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DEVELOPMENTS IN THE MIDDLE EAST,

MARCH 1988

TUESDAY, MARCH 15, 1988

HOUSE OF REPRESENTATIVES,

COMMITTEE ON FOREIGN AFFAIRS,
SUBCOMMITTEE ON EUROPE AND THE MIDDLE EAST,

Washington, DC. The subcommittee met at 1:38 p.m., in room 2200, Rayburn House Office Building, Hon. Lee H. Hamilton, (chairman of the subcommittee) presiding.

Mr. HAMILTON. The meeting of the subcommittee will come to order. The Subcommittee on Europe and the Middle East meets in open session today to review recent developments in the Middle East and the Persian Gulf. Because of scheduling difficulties and the hectic pace of recent United States diplomatic efforts in the region, this is the first formal public hearing with administration witnesses this year. This hearing follows two hearings held in MidDecember on the West Bank and Gaza and on the Persian Gulf.

Today's hearing will focus primarily on United States efforts to restart the Middle East peace process. The continued violence on the West Bank and in Gaza and the situation in the Persian Gulf.

We are pleased to have with us today Assistant Secretary of State Richard W. Murphy. Secretary Murphy, we appreciate your appearance today. We know this is a very busy time for you. We understand you have a prepared statement. That statement, of course will be entered into the record in full. We want to allow ample time for questions. You may proceed, sir. STATEMENT OF HON. RICHARD W. MURPHY, ASSISTANT SECRE

TARY BUREAU OF NEAR EASTERN AND SOUTH ASIAN AFFAIRS, DEPARTMENT OF STATE

Ambassador MURPHY. Thank you, Mr. Chairman. I'm very happy to be able to be here today to brief the subcommittee on developments in the Middle East and the Persian Gulf.

You spoke of the hectic pace, and I take it that is your acknowledgement that I was not trying to dodge one of these hearings over the last couple of months. There was some suspicion expressed by

Mr. HAMILTON. There's been no charge levied against you, Mr. Secretary

Ambassador MURPHY. No, but I felt if I didn't make it today there just might be.

(1)

your staff.

DEVELOPMENTS IN THE MIDDLE EAST,

MARCH 1988

TUESDAY, MARCH 15, 1988

HOUSE OF REPRESENTATIVES,

COMMITTEE ON FOREIGN AFFAIRS,
SUBCOMMITTEE ON EUROPE AND THE MIDDLE EAST,

Washington, DC. The subcommittee met at 1:38 p.m., in room 2200, Rayburn House Office Building, Hon. Lee H. Hamilton, (chairman of the subcommittee) presiding.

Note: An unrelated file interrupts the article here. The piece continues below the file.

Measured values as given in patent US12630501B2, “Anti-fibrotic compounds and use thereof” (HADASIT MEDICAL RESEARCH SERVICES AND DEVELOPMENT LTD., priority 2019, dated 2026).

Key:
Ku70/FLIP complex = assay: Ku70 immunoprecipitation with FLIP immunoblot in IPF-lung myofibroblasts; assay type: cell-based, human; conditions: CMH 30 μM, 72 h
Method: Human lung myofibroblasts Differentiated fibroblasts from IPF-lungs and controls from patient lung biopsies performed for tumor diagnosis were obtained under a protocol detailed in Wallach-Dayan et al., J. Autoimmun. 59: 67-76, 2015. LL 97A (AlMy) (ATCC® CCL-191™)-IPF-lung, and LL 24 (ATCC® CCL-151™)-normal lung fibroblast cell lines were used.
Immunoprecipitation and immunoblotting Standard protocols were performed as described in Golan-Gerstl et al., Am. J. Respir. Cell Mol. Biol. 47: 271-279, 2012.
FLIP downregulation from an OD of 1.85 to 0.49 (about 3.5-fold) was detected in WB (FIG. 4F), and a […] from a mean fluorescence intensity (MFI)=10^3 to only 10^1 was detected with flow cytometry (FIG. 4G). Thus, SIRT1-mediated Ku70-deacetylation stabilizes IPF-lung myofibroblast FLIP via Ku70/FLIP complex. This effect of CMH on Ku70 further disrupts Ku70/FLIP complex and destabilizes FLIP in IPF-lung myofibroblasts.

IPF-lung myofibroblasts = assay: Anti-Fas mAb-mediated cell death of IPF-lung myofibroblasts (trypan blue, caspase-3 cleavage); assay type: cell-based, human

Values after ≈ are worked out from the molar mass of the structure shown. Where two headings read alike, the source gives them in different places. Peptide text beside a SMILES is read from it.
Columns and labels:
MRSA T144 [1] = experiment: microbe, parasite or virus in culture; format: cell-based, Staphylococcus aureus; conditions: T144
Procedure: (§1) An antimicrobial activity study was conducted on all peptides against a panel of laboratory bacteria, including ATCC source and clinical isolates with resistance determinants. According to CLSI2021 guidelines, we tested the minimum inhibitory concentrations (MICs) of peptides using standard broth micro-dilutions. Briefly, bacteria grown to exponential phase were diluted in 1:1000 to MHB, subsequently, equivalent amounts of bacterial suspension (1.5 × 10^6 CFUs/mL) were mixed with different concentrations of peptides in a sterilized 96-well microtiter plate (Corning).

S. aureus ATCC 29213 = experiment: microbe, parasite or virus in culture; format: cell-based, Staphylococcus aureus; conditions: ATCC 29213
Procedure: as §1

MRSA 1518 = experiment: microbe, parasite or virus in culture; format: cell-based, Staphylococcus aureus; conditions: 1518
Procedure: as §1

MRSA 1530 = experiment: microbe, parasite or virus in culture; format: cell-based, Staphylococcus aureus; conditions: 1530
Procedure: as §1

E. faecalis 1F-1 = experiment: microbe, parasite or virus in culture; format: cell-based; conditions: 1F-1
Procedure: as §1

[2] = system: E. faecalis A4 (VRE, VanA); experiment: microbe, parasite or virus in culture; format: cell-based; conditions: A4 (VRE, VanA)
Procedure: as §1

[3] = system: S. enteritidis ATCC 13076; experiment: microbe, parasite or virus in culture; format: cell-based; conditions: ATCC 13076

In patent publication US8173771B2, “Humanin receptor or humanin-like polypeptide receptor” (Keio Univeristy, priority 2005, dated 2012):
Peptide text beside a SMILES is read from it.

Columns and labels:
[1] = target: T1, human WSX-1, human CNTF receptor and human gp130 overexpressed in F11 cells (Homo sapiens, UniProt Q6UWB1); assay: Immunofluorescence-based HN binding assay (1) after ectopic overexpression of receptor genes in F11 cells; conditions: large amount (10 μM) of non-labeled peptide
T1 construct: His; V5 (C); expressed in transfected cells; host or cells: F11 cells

Mr. HAMILTON. The meeting of the subcommittee will come to order. The Subcommittee on Europe and the Middle East meets in open session today to review recent developments in the Middle East and the Persian Gulf. Because of scheduling difficulties and the hectic pace of recent United States diplomatic efforts in the region, this is the first formal public hearing with administration witnesses this year. This hearing follows two hearings held in MidDecember on the West Bank and Gaza and on the Persian Gulf.

Today's hearing will focus primarily on United States efforts to restart the Middle East peace process. The continued violence on the West Bank and in Gaza and the situation in the Persian Gulf.

We are pleased to have with us today Assistant Secretary of State Richard W. Murphy. Secretary Murphy, we appreciate your appearance today. We know this is a very busy time for you. We understand you have a prepared statement. That statement, of course will be entered into the record in full. We want to allow ample time for questions. You may proceed, sir.

STATEMENT OF HON. RICHARD W. MURPHY, ASSISTANT SECRE

TARY BUREAU OF NEAR EASTERN AND SOUTH ASIAN AFFAIRS, DEPARTMENT OF STATE

Ambassador MURPHY. Thank you, Mr. Chairman. I'm very happy to be able to be here today to brief the subcommittee on developments in the Middle East and the Persian Gulf.

You spoke of the hectic pace, and I take it that is your acknowledgement that I was not trying to dodge one of these hearings over the last couple of months. There was some suspicion expressed by

your staff.

Mr. HAMILTON. There's been no charge levied against you, Mr. Secretary

Ambassador MURPHY. No, but I felt if I didn't make it today there just might be.

(1)

Our military sales to Israel, much of them financed through forgiven FMS credits, play a key role in helping Israel to maintain its qualitative military edge over potential opponents. We will not sell weapons in the Middle East that will threaten Israel's qualitative military edge.

Again, I thank you for this opportunity to appear, and would welcome questions.

[The prepared statement of Mr. Murphy follows:]

PREPARED STATEMENT OF HON. RICHARD W. MURPHY

Mr. Chairman,

I am delighted at last to be able to brief the committee on

developments in the Middle East.

Since mid-December, when we

had the last formal update, U.S. diplomatic efforts have been

extraordinarily active across the whole sweep of our region.

The challenges we face are of signal importance to U.S. national

security interests.

There has been concern in the past that the U.S. had been

consigned to the sidelines as a passive observer of events in

the Middle East as a region.

The facts of the past several

months belie those assertions.

In the Middle East, we are working intensively to bring the

parties together directly in dialogue on a true, durable peace

in which all parties must compromise, and from which all parties

will benefit.

In Lebanon, we have been encouraging a process

of dialogue that could help end years of bloody civil war.

In

the Persian Gulf region, our naval escort operation is working

smoothly, aided materially by the cooperation of our western

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